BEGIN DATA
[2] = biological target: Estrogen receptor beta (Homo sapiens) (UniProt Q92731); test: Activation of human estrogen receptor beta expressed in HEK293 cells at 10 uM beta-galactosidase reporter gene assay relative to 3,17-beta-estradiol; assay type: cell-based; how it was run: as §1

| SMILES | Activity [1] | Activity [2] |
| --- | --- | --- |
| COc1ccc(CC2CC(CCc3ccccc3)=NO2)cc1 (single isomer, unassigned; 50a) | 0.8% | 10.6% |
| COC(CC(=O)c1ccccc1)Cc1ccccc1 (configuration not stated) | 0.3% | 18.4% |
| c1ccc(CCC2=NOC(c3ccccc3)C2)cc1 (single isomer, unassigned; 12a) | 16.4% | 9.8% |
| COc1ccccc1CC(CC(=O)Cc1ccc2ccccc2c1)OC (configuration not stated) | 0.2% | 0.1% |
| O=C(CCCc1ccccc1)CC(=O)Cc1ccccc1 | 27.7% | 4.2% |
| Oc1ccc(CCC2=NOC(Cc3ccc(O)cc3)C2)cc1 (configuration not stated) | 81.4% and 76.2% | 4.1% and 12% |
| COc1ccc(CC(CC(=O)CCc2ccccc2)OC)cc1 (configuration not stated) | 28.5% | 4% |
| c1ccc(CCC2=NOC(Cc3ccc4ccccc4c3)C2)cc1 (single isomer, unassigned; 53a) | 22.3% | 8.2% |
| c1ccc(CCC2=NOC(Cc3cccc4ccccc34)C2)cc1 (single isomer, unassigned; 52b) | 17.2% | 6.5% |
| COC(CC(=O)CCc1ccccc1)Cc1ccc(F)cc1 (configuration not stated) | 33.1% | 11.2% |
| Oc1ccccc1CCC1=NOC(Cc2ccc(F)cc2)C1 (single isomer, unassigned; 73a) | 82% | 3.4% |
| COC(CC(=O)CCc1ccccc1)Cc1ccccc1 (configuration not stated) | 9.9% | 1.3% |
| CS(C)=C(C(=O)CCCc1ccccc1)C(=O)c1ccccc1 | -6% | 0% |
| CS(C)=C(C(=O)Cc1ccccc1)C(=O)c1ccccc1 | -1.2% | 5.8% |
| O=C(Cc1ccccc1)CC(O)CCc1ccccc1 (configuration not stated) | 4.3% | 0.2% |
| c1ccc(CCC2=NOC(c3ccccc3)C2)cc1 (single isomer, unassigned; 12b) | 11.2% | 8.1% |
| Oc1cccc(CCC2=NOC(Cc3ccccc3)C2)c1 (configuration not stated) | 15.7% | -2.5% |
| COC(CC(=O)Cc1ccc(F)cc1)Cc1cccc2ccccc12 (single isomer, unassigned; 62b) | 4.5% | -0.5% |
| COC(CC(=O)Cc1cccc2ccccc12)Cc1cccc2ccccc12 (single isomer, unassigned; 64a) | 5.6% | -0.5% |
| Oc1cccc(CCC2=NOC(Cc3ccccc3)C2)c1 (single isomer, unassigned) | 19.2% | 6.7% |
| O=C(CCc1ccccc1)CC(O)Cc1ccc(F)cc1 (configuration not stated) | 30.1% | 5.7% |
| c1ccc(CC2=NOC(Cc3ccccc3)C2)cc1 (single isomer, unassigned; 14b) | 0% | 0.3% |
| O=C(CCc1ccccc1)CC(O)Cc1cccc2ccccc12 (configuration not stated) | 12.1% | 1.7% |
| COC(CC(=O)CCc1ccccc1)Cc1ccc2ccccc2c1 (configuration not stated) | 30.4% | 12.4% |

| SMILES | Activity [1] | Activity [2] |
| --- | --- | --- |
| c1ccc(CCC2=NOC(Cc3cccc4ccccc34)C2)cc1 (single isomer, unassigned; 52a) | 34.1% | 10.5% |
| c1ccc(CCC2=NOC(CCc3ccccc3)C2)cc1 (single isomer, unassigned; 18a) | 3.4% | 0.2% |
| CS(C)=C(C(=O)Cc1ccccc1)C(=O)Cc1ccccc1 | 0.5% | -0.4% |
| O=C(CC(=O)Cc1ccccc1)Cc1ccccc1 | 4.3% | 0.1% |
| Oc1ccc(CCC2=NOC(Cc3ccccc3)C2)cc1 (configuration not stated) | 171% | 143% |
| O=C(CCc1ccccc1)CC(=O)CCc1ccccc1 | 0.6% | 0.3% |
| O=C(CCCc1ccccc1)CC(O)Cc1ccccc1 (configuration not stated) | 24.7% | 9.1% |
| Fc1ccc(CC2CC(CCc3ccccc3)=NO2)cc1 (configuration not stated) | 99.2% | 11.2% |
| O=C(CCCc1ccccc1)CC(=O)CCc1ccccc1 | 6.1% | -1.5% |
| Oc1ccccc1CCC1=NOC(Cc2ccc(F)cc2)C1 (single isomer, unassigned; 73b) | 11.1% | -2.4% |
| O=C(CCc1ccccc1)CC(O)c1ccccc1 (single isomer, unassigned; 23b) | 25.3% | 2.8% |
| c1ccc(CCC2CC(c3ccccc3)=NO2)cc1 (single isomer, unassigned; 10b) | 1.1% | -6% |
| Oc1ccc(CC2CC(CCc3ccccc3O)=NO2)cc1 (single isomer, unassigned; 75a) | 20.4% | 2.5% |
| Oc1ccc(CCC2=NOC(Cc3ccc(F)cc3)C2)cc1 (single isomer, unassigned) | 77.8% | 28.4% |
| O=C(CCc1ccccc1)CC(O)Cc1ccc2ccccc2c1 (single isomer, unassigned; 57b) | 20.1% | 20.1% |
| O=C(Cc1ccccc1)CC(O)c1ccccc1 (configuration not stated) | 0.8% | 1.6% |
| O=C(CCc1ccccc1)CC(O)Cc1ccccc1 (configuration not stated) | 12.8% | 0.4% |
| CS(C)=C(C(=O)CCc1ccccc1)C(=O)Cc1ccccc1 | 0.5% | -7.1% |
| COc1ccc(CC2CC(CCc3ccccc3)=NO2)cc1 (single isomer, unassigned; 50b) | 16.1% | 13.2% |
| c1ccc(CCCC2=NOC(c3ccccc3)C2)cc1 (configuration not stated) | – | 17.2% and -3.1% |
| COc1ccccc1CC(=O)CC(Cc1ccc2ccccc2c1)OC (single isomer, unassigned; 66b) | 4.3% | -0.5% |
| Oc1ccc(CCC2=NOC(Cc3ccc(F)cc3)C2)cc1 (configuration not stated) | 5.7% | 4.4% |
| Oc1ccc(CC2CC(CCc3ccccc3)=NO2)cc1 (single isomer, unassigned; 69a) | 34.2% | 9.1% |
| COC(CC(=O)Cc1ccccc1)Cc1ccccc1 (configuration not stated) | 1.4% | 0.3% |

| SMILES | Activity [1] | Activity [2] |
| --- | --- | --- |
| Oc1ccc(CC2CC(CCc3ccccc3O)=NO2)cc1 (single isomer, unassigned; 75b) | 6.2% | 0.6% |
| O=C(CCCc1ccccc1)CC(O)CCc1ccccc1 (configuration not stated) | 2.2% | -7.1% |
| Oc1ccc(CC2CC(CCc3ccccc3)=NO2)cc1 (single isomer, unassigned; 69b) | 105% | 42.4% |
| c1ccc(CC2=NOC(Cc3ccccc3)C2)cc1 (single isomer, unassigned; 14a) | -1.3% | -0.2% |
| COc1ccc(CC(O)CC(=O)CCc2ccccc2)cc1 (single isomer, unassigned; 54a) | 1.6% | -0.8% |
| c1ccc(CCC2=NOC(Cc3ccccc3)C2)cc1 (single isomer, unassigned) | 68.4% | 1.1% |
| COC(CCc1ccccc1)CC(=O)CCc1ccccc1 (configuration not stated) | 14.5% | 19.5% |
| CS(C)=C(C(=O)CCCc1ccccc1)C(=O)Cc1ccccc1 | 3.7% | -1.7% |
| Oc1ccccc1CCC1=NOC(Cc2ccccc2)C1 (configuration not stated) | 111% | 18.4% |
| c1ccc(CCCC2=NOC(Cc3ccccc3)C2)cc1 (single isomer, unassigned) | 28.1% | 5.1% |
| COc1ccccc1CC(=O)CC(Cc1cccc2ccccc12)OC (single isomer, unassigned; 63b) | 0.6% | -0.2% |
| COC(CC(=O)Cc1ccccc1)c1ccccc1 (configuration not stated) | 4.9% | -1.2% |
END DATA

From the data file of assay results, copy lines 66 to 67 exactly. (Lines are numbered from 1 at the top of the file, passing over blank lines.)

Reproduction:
| COc1ccccc1CC(=O)CC(Cc1cccc2ccccc12)OC (single isomer, unassigned; 63b) | 0.6% | -0.2% |
| COC(CC(=O)Cc1ccccc1)c1ccccc1 (configuration not stated) | 4.9% | -1.2% |